Tobacco has a long history with humans. It has had a storied, sometimes holy or ceremonial, role in populations throughout human history around the world, including our state. It was North Carolina’s original cash crop, with a record high of almost one billion pounds produced in 1951.
Tobacco acreage in the United States has been on the decline in recent years. However, tobacco is still an important NC crop, consistently ranking as one of the state’s top revenue crops, valued at $524M in 2022.
Researching An Old Crop For New Impact in Human Health and Plant Biology
North Carolina State University, too, has a long history with tobacco, including plant improvement and cultivar development. Thurston Mann was hired as the first NC State tobacco geneticist in 1949. Since then, multiple researchers in the Crop Science and Plant Pathology Departments have contributed to developing new knowledge and improved tobacco varieties.
Today, approximately 65% of NC tobacco acreage is planted with varieties that originated from the university. Despite the crop’s historical and economic value, times and interests have changed.
In 1994, U.S. law restricted federal government funding for tobacco research. NC State’s modern Nicotiana research, now mostly privately funded, ranges from the agronomic improvement of commercial varieties to the genus’ broader use as a model plant.
A Variety of Improvement Goals
NC still leads the nation in flue-cured tobacco production, with over 116,000 acres harvested in 2022. So, grower interest in variety improvement remains high.
Commercial tobacco’s end use makes it an unusual crop. Ramsey Lewis, the Charles and Marilyn Stuber Distinguished Professor of Plant Breeding at NC State, is frequently pursuing disparate goals.
Prioritizing Growers’ Needs
For growers, agronomic traits like high yield and disease resistance are paramount. Since growers have limited acreage of this lucrative crop, maximizing yield while minimizing disease is essential.
“Black shank is one of the most common and detrimental diseases in tobacco,” Lewis said. “It normally contributes 3-12% of losses but can be up to 80% of an individual crop depending on the year, environmental conditions, and variety grown. It could decimate an entire crop.”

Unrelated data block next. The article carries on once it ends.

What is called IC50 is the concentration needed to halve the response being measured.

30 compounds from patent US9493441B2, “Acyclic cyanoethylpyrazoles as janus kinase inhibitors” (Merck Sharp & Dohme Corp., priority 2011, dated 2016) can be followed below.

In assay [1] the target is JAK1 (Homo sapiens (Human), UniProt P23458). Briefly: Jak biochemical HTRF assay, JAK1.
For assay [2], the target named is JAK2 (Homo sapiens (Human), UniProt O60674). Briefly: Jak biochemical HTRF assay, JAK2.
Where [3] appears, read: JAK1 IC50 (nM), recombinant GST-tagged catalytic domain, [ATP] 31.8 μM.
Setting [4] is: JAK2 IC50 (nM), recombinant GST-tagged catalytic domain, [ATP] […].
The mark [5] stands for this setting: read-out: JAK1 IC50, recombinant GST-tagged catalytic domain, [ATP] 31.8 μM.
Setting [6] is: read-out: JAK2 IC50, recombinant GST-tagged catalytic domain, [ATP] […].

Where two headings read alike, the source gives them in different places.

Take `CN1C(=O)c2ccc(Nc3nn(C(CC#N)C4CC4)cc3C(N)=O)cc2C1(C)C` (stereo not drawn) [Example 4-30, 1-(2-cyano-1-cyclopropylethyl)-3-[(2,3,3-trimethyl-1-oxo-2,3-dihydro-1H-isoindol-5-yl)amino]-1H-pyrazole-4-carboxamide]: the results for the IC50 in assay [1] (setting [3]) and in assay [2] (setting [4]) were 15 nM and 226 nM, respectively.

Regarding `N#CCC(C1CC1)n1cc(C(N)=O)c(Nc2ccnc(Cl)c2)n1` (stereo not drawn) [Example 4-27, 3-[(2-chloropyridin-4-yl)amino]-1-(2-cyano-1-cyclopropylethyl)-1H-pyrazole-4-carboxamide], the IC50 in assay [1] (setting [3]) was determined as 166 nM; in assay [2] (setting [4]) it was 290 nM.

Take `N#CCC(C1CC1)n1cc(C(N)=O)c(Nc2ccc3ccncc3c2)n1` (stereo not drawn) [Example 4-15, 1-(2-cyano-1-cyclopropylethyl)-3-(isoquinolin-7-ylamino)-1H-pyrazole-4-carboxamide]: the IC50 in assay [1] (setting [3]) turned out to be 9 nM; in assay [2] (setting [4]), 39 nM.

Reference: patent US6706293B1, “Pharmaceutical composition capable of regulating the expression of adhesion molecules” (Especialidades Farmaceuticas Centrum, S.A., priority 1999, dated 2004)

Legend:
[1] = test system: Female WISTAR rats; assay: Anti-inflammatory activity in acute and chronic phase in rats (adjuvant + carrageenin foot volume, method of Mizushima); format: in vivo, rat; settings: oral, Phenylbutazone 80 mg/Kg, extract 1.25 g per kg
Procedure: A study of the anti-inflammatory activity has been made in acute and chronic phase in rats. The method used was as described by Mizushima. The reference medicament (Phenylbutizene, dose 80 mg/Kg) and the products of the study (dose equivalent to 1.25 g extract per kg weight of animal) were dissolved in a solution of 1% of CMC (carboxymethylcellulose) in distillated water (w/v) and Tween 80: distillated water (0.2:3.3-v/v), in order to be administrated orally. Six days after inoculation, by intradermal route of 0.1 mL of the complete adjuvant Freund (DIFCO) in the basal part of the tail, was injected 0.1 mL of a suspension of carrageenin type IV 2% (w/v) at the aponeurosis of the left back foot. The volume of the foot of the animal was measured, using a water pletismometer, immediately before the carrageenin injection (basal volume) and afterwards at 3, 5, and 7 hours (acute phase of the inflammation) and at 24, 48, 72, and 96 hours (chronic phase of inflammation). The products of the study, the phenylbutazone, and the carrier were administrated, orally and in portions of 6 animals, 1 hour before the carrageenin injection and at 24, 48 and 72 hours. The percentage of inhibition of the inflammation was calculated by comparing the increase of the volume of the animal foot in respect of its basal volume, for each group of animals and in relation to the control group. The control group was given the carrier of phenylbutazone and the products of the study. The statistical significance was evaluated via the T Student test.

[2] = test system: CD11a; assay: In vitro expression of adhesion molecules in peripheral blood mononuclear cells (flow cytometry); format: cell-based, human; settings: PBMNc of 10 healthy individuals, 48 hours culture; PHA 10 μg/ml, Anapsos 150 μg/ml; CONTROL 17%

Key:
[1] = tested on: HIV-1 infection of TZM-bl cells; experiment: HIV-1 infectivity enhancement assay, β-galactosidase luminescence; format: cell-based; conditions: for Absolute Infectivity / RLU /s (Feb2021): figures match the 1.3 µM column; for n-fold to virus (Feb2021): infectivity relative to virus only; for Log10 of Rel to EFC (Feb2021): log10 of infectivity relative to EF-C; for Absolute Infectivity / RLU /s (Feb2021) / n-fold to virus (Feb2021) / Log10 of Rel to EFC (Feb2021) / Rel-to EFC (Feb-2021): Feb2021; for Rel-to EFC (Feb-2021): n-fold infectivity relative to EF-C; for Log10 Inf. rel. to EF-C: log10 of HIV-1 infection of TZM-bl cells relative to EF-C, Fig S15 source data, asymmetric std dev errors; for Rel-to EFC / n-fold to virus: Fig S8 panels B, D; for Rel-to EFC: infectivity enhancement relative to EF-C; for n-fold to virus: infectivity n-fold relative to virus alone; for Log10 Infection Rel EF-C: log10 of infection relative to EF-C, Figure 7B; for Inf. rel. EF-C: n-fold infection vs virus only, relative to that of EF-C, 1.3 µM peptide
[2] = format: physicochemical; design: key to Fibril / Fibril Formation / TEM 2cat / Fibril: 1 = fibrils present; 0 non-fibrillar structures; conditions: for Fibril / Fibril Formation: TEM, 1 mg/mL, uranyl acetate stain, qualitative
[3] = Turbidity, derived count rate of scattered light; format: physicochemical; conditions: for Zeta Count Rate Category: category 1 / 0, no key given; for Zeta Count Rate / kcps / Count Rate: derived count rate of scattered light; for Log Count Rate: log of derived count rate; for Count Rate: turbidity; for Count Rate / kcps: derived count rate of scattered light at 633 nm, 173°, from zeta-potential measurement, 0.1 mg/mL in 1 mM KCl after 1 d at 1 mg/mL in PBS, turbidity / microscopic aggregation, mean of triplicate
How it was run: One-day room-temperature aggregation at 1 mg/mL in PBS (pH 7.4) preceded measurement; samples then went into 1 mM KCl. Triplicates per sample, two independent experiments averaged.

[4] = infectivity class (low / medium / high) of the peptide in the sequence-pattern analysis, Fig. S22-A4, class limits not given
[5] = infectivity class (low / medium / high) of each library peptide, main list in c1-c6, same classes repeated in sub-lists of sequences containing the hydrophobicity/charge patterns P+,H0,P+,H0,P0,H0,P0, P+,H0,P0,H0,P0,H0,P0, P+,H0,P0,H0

Lewis has released five varieties in his 20 years at the university, including NC 1226 in 2020 and NC960 in 2022, pairing high yield with significant black shank resistance. NC 960 has been one of the highest-yielding varieties in the NC Official Variety Trials and is estimated to equal eight percent of the state’s 2023 flue-cured tobacco crop.
Current breeding efforts focus on high yield ability, strong resistance to bacterial wilt, and early maturity.
“Yield and disease resistance are usually inversely correlated. As long as tobacco is a legal product, we have a grower mandate to research flue-cured tobacco varieties that provide advantages to producers. We study diverse sources of disease resistance and use modern approaches to develop varieties adapted for North Carolina.”
Improvements that Benefit Human Health
The tobacco industry and consumers have other interests, including color, texture, flavor characteristics and the reduction of harmful constituents such as tobacco-specific nitrosamines (TSNAs), other carcinogenic compounds and potentially nicotine.
TSNA accumulation is complex but mostly driven by the amount of tobacco alkaloids and nitrites in the plant. Minute amounts of TSNAs are naturally present in fresh tobacco but increase during curing and processing.
Variety selection has the potential to influence TSNA accumulation, although soil nitrogen levels, environmental conditions, and harvest timing can also play roles.
Compliance May Require New Varieties
Recent FDA announcements suggest that reduced-nicotine tobacco regulations may be on the horizon. That change would necessitate an entirely new lineup of production varieties to meet lower thresholds.
Lewis says this may be doable but requires balance to avoid unintended consequences.
“Trait expression is easily manipulated in Nicotiana species. But plants are complex. We can induce changes, but it doesn’t mean something else won’t also change in an undesirable direction,” Lewis said. “For example, significant reductions in yield or cured leaf quality can have serious ramifications for growers.”
His group uses classical breeding by intentional crossing, molecular marker-assisted breeding, and plant transformation to study tobacco gene function. Identifying, adapting, and assessing trait expression is key to shaping a variety that performs for all interested parties.
“We use all plant breeding approaches in our work, including introduced genetic variability, interruption of biosynthetic genes of interest, and reduced gene expression to stop chemical accumulation,” Lewis said. “This work puts NC State in a strong position to support growers and respond to industry change.”
Reverse Engineering Tobacco Traits